When I dated my ex-girlfriend, she was identifying as male. She told me when she was in her teens her father had innocently exposed himself to her on several occasions, in normal father-son behavior, such as when they urinated together or changed in locker rooms. She remembered scrutinizing his penis and feeling inadequate. Her father had—very obviously–a larger endowment than she did. Jealous, slightly resentful, and ashamed, she never forgot that moment. She wished she had a dick like her father.
Now her penis is even smaller with estrogen therapy, and she couldn’t be happier.
I told her about when I was in elementary school. All the girls would stand in the bathroom after lunch and overtly or covertly compare breasts. Mine weren’t large, and I used to cup them as they were budding and encourage them to grow. In high school the boys to used type ‘BOOBLESS’ into their calculators to tease me, and it wasn’t until I had my first girlfriend, who had smaller breasts than mine, when I realized that breast size didn’t matter. But I still wanted to be like the other girls, to fit in.
Now I have no breasts–I had them surgically removed. Where there was once smooth skin, there are now scars, and oddly I find that flat puckered flesh more appealing than I did the soft swells of my bosom.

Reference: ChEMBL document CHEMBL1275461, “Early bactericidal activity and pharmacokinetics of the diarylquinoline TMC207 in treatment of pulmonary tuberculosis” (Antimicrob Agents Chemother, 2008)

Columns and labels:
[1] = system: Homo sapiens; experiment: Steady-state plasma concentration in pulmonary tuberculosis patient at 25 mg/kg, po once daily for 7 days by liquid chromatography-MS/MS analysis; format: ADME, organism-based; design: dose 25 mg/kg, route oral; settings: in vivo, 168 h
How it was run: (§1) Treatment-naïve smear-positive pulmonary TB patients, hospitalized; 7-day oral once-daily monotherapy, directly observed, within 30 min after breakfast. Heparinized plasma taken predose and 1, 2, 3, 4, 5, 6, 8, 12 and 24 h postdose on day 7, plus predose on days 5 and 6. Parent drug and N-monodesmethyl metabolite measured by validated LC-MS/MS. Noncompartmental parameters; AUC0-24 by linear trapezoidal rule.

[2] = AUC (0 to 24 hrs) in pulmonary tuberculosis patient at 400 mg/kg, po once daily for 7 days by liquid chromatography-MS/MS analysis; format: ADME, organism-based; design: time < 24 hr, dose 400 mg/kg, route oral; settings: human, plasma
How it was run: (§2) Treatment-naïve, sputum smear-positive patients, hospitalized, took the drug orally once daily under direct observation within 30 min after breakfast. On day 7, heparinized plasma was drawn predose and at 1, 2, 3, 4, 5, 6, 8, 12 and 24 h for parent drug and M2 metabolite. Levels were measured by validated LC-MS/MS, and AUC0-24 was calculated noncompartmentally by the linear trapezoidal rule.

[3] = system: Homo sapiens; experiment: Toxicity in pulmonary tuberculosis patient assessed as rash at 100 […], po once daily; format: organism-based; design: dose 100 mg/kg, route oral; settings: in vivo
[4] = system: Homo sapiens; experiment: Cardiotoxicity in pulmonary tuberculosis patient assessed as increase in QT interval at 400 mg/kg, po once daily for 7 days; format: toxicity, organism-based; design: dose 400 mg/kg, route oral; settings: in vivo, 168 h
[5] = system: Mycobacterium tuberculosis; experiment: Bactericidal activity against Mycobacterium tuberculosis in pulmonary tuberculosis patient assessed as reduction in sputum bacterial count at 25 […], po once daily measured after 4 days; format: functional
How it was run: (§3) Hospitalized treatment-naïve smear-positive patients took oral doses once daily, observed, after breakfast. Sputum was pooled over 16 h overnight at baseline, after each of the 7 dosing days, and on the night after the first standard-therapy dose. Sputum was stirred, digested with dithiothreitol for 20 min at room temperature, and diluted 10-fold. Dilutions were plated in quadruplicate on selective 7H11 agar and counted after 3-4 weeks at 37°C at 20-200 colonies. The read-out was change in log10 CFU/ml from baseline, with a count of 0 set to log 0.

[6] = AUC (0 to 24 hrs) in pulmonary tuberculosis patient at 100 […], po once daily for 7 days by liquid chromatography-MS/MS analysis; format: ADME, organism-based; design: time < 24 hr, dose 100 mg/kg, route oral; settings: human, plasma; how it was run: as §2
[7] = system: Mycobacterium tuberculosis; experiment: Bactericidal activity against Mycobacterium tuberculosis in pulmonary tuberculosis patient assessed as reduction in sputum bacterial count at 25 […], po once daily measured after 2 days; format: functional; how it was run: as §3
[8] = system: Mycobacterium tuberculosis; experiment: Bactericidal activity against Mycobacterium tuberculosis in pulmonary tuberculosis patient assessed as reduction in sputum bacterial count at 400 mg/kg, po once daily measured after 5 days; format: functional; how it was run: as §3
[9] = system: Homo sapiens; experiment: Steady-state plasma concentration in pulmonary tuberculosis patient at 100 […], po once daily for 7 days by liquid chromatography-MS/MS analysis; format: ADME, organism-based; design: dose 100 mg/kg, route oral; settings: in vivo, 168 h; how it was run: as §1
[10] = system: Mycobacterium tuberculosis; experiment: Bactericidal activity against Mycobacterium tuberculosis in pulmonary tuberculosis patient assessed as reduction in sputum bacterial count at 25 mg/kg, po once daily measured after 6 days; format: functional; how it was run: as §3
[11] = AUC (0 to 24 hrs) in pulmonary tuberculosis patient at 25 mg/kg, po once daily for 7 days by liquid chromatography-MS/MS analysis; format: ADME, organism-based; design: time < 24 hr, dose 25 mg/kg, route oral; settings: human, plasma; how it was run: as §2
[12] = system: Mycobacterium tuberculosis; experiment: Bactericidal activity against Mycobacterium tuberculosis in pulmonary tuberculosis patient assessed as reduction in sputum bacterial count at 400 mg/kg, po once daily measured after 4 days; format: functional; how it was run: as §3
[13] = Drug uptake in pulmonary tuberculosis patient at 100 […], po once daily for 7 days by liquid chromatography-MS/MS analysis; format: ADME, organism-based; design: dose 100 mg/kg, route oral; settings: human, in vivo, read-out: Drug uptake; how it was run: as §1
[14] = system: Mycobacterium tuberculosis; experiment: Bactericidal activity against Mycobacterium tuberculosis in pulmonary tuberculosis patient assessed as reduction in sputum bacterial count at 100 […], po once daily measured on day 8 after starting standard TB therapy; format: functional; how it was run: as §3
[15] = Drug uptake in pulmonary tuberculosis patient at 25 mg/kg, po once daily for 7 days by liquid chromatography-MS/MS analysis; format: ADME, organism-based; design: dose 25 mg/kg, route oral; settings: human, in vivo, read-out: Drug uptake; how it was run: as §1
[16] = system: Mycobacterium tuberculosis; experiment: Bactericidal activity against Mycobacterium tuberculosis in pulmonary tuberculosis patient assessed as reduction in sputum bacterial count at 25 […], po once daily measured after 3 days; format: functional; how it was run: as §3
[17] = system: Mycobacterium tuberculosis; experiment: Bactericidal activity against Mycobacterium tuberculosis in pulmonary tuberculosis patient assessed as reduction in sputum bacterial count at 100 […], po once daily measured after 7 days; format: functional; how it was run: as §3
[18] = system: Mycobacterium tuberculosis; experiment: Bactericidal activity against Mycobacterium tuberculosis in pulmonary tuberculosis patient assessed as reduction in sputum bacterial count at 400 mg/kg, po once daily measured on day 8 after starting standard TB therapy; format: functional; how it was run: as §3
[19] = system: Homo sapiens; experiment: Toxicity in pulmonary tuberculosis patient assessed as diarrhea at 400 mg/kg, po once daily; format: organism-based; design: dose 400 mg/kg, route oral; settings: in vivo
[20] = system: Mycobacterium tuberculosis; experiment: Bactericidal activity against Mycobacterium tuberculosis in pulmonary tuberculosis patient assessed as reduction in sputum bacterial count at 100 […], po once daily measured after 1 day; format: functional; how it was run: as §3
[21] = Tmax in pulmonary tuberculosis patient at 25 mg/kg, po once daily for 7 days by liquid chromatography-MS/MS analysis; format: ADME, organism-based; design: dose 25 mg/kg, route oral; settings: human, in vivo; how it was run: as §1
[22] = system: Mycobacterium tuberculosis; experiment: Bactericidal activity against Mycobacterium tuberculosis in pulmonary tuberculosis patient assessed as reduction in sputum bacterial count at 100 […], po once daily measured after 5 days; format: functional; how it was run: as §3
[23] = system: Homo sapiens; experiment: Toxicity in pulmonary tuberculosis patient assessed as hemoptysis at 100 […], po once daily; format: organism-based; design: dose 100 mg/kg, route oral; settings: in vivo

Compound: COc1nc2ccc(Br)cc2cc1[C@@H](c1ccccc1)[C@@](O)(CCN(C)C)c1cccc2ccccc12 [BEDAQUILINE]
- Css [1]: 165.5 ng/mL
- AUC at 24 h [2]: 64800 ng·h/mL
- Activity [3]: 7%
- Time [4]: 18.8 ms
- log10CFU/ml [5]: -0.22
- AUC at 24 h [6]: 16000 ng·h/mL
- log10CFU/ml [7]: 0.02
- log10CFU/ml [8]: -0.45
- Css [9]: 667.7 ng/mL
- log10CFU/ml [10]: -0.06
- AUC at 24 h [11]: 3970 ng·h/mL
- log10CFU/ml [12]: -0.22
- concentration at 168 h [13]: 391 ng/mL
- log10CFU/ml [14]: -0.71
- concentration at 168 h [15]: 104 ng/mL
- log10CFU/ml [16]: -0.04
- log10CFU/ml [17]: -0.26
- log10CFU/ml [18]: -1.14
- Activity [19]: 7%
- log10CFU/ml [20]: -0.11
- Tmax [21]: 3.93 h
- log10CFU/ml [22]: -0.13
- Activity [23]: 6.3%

My girlfriend and I were different, but very much alike, though we didn’t know the extent of it at the time we dated. We each simply wanted to fit in, but were trapped by our bodies (at least that’s how we felt). Those doubts would keep us from recognizing who we really were for many years, and ultimately it didn’t matter if we liked pink or blue growing up, had Barbies or Ninja Turtles, or wanted large breasts or a large dick, we were still–are–trans.
There are no limitations to how many times you are allowed to feel doubt or question yourself during your transition. We all get there at our own pace and on our own time. Your hesitance doesn’t make you any less trans. And it doesn’t make you less perfect.